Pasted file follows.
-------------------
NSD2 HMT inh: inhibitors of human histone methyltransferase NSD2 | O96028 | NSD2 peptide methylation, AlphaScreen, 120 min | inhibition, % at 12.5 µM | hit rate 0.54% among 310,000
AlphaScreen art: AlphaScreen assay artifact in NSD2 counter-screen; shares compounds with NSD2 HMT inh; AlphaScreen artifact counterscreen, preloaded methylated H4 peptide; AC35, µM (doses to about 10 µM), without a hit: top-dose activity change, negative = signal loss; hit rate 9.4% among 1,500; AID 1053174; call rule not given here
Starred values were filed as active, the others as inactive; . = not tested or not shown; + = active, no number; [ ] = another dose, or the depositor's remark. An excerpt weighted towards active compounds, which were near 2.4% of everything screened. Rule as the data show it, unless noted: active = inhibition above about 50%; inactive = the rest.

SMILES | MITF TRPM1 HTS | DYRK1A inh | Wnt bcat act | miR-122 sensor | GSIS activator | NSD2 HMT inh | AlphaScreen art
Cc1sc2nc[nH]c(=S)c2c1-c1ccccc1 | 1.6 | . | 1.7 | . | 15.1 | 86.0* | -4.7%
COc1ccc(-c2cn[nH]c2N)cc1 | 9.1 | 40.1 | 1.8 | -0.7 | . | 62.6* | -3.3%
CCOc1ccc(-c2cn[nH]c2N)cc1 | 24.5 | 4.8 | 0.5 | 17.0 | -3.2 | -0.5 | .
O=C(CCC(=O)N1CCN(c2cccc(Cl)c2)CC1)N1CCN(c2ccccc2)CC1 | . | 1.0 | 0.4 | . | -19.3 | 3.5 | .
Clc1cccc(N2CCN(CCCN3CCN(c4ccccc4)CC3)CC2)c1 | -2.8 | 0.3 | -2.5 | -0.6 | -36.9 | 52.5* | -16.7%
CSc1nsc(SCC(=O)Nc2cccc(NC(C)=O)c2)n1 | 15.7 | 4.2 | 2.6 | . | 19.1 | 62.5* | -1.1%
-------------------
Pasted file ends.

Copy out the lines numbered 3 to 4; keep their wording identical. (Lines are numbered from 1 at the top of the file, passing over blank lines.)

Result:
Starred values were filed as active, the others as inactive; . = not tested or not shown; + = active, no number; [ ] = another dose, or the depositor's remark. An excerpt weighted towards active compounds, which were near 2.4% of everything screened. Rule as the data show it, unless noted: active = inhibition above about 50%; inactive = the rest.

SMILES | MITF TRPM1 HTS | DYRK1A inh | Wnt bcat act | miR-122 sensor | GSIS activator | NSD2 HMT inh | AlphaScreen art